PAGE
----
Actualmente, este contenido solo está disponible en inglés.
a "dear john" letter
"The Lord called me from birth, from my mother's womb He gave me my name." —Isaiah 49:1
Scientists talk about the genetic code which determines the physiological characteristics a pre-born baby will manifest. The child in the womb will possess the physical traits programmed into the DNA of the fetal cells. Christians refer to the lifelong calling of God made known not only to the child in the womb (Is 49:1; Ps 139:13-15), but even before the earth was formed (Eph 1:4-5).
St. John the Baptizer was "filled with the Holy Spirit from his mother's womb" (Lk 1:15). While still in the womb, John began his prophetic ministry of heralding the coming of Jesus (Acts 13:24), leaping for joy at the sound of the voice of the mother of his Lord (Lk 1:41). At John's birth, a miraculous healing occurred (Lk 1:64), and God received much glory (Lk 1:64, 67ff). The hearts of many were turned to the Lord even before John grew to adulthood (see Lk 1:65-66).
Each person shares the mission of John the Baptizer: to prepare the way of the Lord for some individual or group of people (Mt 3:3). You might have been an unwanted child, but God wanted you and has an important plan for you (Heb 11:40; Eph 2:10). God knows you intimately (Ps 139:1-5) and has "called you by name" (Is 43:1). In Jesus, you are greater than John the Baptizer (Mt 11:11). Therefore, lead others to Jesus, the Lamb of God (Jn 1:36-37).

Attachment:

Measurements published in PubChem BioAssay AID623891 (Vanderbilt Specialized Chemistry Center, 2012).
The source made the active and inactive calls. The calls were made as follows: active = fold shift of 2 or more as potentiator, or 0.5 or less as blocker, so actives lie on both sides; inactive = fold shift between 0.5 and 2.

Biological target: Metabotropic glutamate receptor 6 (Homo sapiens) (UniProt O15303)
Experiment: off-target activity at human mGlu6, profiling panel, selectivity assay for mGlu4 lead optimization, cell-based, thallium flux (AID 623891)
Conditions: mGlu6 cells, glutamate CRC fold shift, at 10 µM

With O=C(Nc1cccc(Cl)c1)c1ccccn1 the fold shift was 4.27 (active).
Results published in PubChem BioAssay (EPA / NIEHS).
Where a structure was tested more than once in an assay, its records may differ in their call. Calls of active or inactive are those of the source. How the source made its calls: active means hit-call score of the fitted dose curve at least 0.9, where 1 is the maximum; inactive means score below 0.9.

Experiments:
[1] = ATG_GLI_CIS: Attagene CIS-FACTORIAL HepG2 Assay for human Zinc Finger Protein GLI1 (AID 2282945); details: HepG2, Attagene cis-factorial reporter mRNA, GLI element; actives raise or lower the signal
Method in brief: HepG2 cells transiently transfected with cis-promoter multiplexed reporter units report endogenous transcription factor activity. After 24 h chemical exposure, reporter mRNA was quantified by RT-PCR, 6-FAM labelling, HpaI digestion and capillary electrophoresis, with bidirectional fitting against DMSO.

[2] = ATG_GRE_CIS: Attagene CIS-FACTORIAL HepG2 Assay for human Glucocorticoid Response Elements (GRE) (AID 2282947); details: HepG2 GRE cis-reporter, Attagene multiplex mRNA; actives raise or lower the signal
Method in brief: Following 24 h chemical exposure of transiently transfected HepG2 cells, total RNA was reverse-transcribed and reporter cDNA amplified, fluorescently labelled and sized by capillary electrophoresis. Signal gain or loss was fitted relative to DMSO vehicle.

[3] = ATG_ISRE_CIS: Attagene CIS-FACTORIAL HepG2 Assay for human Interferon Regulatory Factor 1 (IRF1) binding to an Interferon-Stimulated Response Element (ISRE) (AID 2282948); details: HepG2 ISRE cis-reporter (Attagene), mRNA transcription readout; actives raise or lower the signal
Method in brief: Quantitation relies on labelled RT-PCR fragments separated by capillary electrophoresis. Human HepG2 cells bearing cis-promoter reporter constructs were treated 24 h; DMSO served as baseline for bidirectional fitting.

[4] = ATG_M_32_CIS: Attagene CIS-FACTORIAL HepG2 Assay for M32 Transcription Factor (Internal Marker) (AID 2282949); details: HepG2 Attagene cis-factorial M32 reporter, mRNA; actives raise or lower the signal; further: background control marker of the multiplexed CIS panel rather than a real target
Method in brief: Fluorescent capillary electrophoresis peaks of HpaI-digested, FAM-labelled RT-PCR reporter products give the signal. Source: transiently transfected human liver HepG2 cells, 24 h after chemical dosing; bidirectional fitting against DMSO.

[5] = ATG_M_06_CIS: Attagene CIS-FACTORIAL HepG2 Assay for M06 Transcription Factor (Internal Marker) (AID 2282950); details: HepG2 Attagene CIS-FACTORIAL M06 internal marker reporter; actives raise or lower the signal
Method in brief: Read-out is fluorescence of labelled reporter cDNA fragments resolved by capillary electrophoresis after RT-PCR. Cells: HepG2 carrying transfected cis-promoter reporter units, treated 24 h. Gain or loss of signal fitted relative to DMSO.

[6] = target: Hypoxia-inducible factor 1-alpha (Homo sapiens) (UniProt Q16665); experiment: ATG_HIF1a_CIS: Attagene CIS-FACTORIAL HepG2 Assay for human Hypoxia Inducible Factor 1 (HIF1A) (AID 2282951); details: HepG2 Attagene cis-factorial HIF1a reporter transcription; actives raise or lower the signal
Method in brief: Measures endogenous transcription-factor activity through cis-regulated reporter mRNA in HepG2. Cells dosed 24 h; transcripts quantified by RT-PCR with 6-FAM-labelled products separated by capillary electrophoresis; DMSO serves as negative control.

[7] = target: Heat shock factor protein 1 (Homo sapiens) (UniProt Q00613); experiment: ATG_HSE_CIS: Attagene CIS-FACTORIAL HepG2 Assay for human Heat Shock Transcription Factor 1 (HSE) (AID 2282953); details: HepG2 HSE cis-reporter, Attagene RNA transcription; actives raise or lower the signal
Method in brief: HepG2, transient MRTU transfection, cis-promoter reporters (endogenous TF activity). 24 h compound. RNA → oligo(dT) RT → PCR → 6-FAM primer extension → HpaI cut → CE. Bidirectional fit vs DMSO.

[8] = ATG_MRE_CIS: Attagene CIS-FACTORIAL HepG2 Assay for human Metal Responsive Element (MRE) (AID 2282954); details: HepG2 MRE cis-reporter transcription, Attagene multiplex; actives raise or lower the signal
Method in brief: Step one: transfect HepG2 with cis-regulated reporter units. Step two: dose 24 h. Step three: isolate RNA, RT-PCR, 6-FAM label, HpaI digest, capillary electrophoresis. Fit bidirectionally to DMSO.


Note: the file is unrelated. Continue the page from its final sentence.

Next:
Prayer: Jesus, may You increase and I decrease (Jn 3:30).
Promise: "I will make you a light to the nations, that My salvation may reach to the ends of the earth." —Is 49:6
Praise: The birth of St. John the Baptizer heralded the birth of Jesus and the spiritual rebirth of mankind. Ever humble, he said that he was not worthy to loosen Jesus' sandal strap. He told his followers that he must grow lesser so Jesus could grow more.
Reference: (This teaching was submitted by a member of our editorial team.)
Rescript: †Most Reverend Joseph R. Binzer, Auxiliary Bishop, Vicar General of the Archdiocese of Cincinnati, October 24, 2018
The Nihil Obstat ("Permission to Publish") is a declaration that a book or pamphlet is considered to be free of doctrinal or moral error. It is not implied that those who have granted the Nihil Obstat agree with the contents, opinions, or statements expressed.